Long ago, the town of Toro was famous for producing the finest red wine in Spain and was mentioned in the historic literature of Alfonso IX (King of León, 12th c.), Juan Ruiz the Archpriest of Hita, Quevedo, Luis de Góngora, and Miguel de Cervantes. In 14th Century Sevilla, the sale of any foreign wine was prohibited, save the wines of Toro. These wines also accompanied Spanish explorers to the New World.
The legendary Duero River plays a very important role in the history of D.O. Toro. The Duero deposited Toro’s characteristic sandy soils in this region thousands of years ago. These sandy soils allowed D.O. Toro to completely resist the phylloxera plague, and as a result, Toro was the only Spanish region that completely resisted the phylloxera, and is home to the highest concentration of ungrafted vines in Spain.
Jorge Ordóñez is Toro’s most important modern pioneer. When Jorge first travelled to Toro in 1991 he discovered no more than five cooperative wineries. He also found acres of incredible pre-phylloxera vineyards, planted on their original rootstock. In 1995, Jorge first travelled to Toro with the Eguren family of Rioja, in hopes of founding a winery with them. In 1997, Bodegas Numanthia was founded by Jorge and the Eguren family, and become an icon for this historic region and the production of world class wines from authentic vineyards. By the time Jorge and his associates sold Numanthia to LVMH in 2007, there were 85 other wineries in D.O. Toro attempting to emulate the success of Numanthia.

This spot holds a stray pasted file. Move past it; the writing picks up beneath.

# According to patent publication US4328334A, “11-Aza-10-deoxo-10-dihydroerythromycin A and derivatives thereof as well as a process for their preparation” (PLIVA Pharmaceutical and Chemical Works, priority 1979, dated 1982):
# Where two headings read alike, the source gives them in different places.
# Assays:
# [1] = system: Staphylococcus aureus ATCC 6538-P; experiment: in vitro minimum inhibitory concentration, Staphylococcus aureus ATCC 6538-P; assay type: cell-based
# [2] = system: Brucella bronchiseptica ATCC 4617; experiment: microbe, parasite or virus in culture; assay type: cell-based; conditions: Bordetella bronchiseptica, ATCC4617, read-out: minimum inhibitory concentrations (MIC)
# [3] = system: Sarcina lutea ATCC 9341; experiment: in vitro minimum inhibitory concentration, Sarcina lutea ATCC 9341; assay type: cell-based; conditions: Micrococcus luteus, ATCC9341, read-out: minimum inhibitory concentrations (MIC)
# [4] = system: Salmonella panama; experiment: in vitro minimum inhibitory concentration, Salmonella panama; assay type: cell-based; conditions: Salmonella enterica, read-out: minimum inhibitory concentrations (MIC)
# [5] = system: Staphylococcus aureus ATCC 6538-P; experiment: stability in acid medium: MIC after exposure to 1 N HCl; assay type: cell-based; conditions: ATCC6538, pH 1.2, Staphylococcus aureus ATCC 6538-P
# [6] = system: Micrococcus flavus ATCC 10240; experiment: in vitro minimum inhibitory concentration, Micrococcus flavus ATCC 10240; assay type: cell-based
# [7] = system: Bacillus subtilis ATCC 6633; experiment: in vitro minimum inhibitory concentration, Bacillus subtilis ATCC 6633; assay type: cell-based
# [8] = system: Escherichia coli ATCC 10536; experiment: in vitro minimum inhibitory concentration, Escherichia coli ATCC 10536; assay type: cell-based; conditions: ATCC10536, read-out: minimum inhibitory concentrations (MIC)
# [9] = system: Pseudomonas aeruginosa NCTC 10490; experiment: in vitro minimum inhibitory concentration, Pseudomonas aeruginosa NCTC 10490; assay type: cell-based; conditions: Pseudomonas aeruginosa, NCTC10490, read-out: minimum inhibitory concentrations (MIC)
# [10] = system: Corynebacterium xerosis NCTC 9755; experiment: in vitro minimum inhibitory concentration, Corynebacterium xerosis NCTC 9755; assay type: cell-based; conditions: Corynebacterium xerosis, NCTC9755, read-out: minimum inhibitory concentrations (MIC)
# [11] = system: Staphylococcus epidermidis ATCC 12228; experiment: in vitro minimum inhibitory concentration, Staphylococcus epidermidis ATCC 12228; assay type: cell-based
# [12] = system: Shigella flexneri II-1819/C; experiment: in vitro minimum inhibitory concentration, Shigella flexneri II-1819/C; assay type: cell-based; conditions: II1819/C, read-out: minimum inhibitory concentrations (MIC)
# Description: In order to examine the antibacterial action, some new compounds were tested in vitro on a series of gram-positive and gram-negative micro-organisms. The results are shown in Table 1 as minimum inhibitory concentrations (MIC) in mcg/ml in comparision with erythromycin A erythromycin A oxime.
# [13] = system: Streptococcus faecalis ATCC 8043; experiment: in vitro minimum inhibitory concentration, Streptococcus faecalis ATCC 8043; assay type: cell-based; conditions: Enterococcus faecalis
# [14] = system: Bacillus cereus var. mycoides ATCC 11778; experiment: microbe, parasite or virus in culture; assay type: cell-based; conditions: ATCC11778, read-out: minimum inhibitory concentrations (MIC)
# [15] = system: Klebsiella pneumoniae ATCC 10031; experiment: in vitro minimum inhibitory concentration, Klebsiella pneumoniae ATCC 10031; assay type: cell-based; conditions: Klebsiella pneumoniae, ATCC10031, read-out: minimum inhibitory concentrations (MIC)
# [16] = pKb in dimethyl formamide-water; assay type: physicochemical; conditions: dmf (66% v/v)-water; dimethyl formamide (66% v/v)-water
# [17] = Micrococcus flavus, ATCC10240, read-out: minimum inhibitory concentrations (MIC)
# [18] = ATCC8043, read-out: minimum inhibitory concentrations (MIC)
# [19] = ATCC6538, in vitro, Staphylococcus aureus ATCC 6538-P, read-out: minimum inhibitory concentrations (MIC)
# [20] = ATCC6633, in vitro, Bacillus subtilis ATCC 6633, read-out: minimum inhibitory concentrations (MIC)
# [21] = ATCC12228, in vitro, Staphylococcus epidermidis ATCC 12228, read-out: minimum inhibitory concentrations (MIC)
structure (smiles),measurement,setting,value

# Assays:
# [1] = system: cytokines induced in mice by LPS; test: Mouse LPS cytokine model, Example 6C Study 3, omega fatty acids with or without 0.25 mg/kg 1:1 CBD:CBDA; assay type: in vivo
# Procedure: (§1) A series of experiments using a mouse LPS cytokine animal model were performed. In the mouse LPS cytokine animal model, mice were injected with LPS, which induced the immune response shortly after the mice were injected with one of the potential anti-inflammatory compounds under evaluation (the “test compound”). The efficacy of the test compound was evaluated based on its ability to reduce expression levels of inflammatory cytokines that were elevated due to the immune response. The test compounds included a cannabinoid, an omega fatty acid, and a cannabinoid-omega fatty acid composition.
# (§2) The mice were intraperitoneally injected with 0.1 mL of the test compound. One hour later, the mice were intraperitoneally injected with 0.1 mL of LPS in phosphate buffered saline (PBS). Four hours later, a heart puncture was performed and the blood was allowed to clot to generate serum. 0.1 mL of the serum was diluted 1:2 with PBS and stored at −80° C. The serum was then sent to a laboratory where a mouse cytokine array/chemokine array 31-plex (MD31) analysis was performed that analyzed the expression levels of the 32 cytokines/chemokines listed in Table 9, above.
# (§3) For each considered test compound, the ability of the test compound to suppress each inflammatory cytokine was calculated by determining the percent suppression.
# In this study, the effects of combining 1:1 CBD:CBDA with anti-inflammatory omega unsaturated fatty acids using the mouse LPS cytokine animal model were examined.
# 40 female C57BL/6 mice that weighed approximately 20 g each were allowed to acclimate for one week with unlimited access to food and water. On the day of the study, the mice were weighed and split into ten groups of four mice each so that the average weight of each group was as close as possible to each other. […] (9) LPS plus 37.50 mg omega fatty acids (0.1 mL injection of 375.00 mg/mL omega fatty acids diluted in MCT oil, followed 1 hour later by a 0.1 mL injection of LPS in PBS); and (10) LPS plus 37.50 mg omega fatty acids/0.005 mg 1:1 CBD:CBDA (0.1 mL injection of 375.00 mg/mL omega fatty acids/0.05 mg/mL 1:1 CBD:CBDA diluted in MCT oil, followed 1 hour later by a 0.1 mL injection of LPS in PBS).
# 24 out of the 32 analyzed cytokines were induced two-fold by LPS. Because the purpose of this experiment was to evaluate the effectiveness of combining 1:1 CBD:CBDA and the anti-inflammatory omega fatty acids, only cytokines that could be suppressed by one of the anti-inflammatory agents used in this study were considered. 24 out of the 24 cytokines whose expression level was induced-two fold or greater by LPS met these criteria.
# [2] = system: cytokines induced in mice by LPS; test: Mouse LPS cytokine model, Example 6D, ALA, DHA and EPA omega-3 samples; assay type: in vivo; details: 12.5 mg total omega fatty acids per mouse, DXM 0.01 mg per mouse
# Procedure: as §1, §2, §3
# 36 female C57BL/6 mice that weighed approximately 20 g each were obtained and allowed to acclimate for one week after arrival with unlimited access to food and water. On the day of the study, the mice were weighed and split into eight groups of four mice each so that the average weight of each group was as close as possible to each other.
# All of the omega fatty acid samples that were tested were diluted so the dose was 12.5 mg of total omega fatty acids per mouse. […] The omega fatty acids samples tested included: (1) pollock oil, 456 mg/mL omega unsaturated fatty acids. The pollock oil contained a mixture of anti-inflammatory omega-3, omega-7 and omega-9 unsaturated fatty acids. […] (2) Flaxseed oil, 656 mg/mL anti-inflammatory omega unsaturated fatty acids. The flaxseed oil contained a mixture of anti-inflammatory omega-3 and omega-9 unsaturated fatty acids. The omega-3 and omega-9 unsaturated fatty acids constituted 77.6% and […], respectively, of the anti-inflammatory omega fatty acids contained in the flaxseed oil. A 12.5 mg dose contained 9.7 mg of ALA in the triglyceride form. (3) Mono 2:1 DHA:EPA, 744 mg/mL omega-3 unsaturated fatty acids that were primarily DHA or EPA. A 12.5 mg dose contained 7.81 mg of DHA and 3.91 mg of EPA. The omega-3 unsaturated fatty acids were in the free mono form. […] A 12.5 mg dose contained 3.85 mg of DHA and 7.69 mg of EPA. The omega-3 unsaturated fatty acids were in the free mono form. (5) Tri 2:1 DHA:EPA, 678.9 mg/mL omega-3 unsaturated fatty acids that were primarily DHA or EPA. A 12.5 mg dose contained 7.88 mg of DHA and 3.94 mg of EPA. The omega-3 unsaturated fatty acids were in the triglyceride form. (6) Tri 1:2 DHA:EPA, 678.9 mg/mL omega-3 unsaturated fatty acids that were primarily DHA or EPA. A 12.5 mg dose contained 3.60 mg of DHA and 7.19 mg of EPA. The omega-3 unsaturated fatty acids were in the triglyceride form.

After the sale of Numanthia, Jorge founded Bodegas Ordóñez, his personal project in D.O. Toro. One of the wines produced by Bodegas Ordóñez, Triton, is considered by many to be Toro’s finest value. As Ordóñez himself says, it is an honor and privilege to produce wines from the oldest clones of Tempranillo, planted and cared for with the most traditional methods of viticulture. At Bodegas Ordóñez, Jorge pioneers and champions D.O. Toro as one of the world’s finest red wine regions.